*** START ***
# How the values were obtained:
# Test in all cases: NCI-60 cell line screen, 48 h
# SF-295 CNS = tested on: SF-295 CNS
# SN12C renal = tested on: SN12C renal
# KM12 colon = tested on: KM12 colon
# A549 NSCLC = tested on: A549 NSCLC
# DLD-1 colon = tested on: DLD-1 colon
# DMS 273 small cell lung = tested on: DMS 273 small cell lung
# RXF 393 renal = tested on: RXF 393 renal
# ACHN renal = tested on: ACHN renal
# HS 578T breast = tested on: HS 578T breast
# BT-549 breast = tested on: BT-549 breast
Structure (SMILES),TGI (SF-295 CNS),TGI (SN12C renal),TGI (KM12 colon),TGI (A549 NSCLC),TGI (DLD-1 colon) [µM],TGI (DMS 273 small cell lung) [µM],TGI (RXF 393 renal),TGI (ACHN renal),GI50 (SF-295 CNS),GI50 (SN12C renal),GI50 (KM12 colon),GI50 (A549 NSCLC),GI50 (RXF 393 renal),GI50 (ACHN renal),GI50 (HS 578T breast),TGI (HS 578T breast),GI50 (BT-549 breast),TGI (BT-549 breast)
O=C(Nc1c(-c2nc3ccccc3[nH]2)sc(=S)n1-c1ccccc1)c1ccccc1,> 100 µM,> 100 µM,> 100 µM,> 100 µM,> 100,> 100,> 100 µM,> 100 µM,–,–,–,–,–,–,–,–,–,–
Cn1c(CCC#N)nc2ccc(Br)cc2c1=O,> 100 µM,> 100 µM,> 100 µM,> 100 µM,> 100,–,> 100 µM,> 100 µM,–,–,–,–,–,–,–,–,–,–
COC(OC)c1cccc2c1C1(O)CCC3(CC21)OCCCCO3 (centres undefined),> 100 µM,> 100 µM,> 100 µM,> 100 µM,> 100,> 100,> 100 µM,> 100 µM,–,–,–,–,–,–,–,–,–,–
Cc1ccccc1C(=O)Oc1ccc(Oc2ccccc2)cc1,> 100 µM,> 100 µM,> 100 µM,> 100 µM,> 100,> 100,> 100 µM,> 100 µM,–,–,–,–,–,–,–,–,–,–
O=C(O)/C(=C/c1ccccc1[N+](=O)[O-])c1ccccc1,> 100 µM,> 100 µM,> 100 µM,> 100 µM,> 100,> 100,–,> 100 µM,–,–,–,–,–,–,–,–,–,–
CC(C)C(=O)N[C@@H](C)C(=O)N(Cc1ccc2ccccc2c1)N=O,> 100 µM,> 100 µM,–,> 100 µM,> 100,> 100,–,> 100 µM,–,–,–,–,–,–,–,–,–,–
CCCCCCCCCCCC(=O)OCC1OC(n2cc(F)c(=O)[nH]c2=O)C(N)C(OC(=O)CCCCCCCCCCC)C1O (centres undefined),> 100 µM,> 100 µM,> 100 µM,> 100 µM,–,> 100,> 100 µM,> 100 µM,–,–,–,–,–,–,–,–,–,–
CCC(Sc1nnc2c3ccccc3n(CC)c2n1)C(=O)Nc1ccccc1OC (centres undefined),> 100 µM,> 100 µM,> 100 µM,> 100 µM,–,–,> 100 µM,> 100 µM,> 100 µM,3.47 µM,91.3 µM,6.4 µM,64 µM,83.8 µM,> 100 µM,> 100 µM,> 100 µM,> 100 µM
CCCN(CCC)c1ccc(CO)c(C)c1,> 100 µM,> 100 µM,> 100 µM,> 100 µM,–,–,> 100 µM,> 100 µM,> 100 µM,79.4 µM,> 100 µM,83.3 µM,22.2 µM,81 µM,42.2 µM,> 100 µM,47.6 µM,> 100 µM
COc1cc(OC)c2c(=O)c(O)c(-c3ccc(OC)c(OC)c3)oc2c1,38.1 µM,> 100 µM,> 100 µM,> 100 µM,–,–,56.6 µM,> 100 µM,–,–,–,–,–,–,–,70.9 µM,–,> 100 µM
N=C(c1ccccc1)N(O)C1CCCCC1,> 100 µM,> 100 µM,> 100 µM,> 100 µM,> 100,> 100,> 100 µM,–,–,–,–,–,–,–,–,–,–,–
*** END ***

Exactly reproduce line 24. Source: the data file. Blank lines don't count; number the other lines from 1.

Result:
N=C(c1ccccc1)N(O)C1CCCCC1,> 100 µM,> 100 µM,> 100 µM,> 100 µM,> 100,> 100,> 100 µM,–,–,–,–,–,–,–,–,–,–,–